The US government has said it seized 1.116 million barrels of fuel because it was bound for Venezuela.
The owners of four cargoes carrying Iranian fuel that was looted in high seas by the United States last month have mounted a legal challenge to reclaim them, a report says.
The US government has said it seized 1.116 million barrels of fuel because it was bound for Venezuela which is under American sanctions as part of Washingtonís bid to topple President Nicolas Maduro, but the owners have disputed it.
According to a filing with the US District Court for the District of Columbia Tuesday, "at the time they were seized, the Defendant Properties were destined for Trinidad for sale to customers in Peru and Colombia."
When the news of the loot was first broken last month, Iran put down its foot to assert that neither the ships were Iranian nor their owners or their cargo had any connection to the Islamic Republic.
US reports had also claimed that the ships were owned by Greece, but the court filing on Tuesday showed otherwise.
United Arab Emirates-based Mobin International Limited said it was the owner of the cargo aboard the Bella and Bering tankers, UK-registered Oman Fuel said it owned the cargo aboard the Pandi and Luna tankers, and Oman-registered Sohar Fuel said it part-owned the cargo aboard the Luna.
The companies said they had sold the cargoes onwards to UAE-based Citi Energy FZC, but payment was due upon delivery, which was disrupted by the seizure, Reuters reported.
"Therefore, Claimants Mobin, Oman Fuel, and Sohar Fuel retain a financial stake in those agreements and have immediate right to title, possession, and control of the Defendant Properties," they wrote in the filing.
US claim of victory dealt a blow
The legal challenge puts yet another damper on the US governmentís victory lap which came with the much-hyped claim that Washington had finally found a way to block Iran and Venezuela from evading American economic sanctions.
Over the past two years, the Trump administration has repeatedly placed sanctions on Iranís oil and other lucrative industries with the express aim of shutting Tehran out of global markets and causing an economic collapse.
But far from collapsing as American leaders had predicted, Iranís economy keeps humming and is getting back on its feet.
Meanwhile, Iran sent five oil tankers 1.5 million barrels of gasoline and diesel fuel to Venezuela in May and June despite American threats to stop them.
"We showcased our might, and our biggest display of power was the imposition of our will and the sailing through high seas from the Persian Gulf to Venezuela," Major General Hussein Salami said last month.
An Iranian news agency said Iranís naval forces were preparing to target US commercial vessels in the Persian Gulf in case US forces interfered with Venezuela-bound Iranian oil tankers.
When the New York Times first reported the seizure of the four cargoes last month, the newspaper headlined it as a "diplomatic doubleheader" which blocked Iran and Venezuela from evading American economic sanctions.
Iranian officials brushed aside the claim, with Iranís Ambassador to Venezuela Hojjat Soltani saying the report was an "act of psychological warfare perpetrated by the US propaganda machine" trying to compensate for the Trump administrationís "humiliation and defeat by Iran using false propaganda."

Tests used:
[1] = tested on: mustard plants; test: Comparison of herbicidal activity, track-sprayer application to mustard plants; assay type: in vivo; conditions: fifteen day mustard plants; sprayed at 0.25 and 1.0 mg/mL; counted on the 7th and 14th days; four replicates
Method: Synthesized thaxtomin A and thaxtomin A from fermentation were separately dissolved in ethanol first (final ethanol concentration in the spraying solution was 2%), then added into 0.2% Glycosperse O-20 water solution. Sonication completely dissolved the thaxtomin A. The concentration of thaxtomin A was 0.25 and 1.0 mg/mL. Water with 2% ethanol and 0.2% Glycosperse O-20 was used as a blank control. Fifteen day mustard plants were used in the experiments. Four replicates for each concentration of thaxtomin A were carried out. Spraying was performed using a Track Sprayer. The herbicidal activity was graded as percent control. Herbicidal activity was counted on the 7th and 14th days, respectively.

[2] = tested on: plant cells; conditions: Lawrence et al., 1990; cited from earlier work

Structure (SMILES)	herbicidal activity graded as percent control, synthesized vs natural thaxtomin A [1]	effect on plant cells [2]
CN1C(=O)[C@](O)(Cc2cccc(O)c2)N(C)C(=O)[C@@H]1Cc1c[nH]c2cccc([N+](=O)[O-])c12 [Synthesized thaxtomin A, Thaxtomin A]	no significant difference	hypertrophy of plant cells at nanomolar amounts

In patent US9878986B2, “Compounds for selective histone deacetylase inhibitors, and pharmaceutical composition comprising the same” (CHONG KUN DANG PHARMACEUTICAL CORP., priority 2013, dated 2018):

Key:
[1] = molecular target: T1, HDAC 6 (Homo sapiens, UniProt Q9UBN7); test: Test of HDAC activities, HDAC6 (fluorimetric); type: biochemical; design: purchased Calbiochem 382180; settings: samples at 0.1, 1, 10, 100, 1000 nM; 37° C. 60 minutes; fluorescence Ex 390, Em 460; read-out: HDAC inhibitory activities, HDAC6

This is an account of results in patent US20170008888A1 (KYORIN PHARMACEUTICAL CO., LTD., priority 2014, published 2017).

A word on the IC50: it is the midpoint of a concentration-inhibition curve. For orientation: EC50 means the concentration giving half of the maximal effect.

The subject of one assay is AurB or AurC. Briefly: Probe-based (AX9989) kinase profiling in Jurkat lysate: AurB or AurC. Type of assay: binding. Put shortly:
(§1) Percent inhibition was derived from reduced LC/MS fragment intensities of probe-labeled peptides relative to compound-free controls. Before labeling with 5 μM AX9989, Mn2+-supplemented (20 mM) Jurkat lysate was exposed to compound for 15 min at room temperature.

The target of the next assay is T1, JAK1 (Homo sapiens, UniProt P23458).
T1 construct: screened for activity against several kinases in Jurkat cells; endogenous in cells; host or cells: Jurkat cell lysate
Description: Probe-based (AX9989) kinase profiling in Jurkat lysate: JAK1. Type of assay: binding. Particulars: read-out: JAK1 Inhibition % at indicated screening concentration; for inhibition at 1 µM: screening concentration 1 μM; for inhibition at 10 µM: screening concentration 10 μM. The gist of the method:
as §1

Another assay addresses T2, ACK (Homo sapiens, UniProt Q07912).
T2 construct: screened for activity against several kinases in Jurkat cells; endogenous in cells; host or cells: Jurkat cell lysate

"The United States is seeking to contrive a victory for itself. Neither did the ships nor the cargo belong to Iran," Minister of Petroleum Bijan Zangeneh told reporters in Tehran.
Aiming to cut Iranís sales to zero, Washington in May 2019 ended sanctions waivers for importers of Iranian oil. Tehran reacted with typical defiance, saying it would find ways to sell its oil.
Last month, NBC News cited data from online service TankerTrackers.com showing that Iran was exporting a lot more crude oil than US figures suggest.
According to the data, Iran is exporting as much as 600,000 barrels per day (bpd) of crude oil - thrice more than an estimate of 227,000 bpd made in a US congressional report.
Iran, NBC News said, is coming up with more innovative techniques in wiggling its way around the draconian American sanctions.
Iranian officials have said the country is in an economic war with the United States which has forced international payment networks to cut off the Islamic Republic, making trade all but impossible.
$10 billion of oil, petrochemical investment in 5 months
On Tuesday, Iranís Ministry of Petroleum said oil and petrochemical investment in the country has reached $10 billion since the beginning of the Iranian calendar year in March.
The government plans to officially launch 17 petrochemical projects, which are expected to produce 100 million tonnes annually and generate $25 billion per year in revenues by the end of the year, it said.
Iran also plans to launch by the end of its current calendar year in March 2021 an oil terminal designed to bypass the Strait of Hormuz for Iranian oil exports.
The country has already started building an onshore oil pipeline worth $1.8 billion to Jask which sits just east of the Strait of Hormuz. As much as $700 million of the investment will go to develop the port terminal.
The 1,100-kilometer pipeline will be capable of carrying 1 million bpd of crude oil from the Goureh oil terminal in the northwest to Jask on the Sea of Oman, without the need to have tankers travel through the Strait of Hormuz.
Last month, Iran said it had signed a total of 13 oil contracts with 14 domestic firms, which will raise the Islamic Republicís oil production capacity by 185,000 barrels per day.
SOURCE: PRESS TV